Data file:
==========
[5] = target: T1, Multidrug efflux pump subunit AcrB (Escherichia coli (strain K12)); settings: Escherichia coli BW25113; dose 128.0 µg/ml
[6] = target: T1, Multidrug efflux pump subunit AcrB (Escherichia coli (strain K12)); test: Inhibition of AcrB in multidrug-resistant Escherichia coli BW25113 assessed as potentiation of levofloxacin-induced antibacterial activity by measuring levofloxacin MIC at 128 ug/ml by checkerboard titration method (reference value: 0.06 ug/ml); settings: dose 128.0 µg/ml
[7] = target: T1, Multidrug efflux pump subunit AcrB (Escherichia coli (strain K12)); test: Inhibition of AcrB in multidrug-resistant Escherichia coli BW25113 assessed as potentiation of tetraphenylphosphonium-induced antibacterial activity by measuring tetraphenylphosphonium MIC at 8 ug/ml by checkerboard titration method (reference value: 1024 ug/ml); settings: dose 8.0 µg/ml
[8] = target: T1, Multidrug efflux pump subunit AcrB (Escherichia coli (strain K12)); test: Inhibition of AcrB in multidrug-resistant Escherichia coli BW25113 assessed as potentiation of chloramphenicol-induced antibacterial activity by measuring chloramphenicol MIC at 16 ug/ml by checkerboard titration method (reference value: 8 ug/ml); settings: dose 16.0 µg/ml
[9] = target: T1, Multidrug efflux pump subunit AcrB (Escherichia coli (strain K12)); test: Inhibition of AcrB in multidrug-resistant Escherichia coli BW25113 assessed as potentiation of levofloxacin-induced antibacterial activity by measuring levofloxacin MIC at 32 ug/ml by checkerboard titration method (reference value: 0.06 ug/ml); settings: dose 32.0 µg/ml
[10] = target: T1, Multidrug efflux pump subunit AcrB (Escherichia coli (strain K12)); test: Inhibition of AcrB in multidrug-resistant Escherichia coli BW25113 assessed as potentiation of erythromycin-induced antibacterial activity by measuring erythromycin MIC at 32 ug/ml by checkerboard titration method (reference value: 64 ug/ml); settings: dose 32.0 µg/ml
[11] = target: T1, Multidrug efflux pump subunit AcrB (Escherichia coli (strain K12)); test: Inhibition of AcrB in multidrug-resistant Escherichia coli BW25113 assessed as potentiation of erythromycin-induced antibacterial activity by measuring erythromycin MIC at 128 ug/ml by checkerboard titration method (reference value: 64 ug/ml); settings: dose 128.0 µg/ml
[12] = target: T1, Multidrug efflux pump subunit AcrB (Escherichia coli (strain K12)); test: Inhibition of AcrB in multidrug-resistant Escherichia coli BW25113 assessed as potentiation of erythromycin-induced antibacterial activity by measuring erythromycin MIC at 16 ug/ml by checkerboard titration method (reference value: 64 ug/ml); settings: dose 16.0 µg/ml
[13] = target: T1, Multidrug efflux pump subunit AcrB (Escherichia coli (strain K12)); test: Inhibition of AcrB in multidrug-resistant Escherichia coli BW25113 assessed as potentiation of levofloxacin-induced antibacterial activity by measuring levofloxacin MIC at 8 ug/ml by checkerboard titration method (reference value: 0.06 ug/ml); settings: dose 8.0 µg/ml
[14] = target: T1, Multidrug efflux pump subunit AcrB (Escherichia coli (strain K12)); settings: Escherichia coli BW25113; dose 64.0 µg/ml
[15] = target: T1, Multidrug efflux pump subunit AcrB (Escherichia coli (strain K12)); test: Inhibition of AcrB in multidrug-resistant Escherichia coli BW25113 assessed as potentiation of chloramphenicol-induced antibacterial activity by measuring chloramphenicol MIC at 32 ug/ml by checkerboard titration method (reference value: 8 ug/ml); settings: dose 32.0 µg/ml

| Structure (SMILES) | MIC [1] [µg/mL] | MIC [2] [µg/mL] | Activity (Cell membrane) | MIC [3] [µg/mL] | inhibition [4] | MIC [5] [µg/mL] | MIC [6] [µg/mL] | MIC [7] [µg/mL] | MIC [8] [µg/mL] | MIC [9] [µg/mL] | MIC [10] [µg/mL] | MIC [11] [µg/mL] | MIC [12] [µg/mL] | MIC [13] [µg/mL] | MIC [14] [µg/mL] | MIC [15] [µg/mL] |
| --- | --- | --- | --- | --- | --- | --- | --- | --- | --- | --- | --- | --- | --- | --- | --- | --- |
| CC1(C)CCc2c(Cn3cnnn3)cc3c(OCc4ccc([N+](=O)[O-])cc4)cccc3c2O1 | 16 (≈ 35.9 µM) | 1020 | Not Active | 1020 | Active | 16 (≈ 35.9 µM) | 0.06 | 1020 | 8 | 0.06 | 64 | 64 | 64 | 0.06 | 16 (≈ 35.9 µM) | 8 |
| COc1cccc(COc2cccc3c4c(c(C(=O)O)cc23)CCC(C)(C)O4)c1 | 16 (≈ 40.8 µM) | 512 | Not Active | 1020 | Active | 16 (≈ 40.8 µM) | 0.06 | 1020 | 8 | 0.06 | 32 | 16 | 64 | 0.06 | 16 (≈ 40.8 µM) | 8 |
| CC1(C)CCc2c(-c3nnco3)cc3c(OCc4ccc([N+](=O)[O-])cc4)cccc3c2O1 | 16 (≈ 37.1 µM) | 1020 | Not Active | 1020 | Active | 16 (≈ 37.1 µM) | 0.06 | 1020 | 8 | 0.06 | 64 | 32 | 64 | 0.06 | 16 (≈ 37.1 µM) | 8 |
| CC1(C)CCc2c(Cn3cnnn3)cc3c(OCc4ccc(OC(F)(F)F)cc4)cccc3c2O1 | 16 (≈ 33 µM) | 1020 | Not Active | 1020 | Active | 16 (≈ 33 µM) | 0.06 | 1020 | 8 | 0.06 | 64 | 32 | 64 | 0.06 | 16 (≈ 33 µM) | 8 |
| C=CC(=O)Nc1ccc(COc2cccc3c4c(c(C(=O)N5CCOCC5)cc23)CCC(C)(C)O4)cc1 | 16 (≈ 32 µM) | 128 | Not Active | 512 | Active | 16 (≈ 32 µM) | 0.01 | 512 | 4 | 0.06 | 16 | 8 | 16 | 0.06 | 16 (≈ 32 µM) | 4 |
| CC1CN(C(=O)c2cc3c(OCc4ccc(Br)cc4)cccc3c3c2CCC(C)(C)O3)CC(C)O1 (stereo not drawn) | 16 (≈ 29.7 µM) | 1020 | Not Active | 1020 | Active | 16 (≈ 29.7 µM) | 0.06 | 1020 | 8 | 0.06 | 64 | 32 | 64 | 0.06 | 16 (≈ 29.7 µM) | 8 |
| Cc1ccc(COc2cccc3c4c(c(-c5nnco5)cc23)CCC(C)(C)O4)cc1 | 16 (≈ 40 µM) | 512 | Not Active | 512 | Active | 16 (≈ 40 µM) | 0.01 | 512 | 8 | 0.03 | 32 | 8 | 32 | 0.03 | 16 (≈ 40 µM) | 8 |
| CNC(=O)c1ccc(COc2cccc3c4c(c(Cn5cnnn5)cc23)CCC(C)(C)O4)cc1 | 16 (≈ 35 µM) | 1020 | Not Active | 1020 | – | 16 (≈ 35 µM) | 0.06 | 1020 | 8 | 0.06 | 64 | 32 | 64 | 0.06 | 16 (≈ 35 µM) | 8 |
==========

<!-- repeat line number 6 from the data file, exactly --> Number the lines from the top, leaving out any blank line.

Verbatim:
[10] = target: T1, Multidrug efflux pump subunit AcrB (Escherichia coli (strain K12)); test: Inhibition of AcrB in multidrug-resistant Escherichia coli BW25113 assessed as potentiation of erythromycin-induced antibacterial activity by measuring erythromycin MIC at 32 ug/ml by checkerboard titration method (reference value: 64 ug/ml); settings: dose 32.0 µg/ml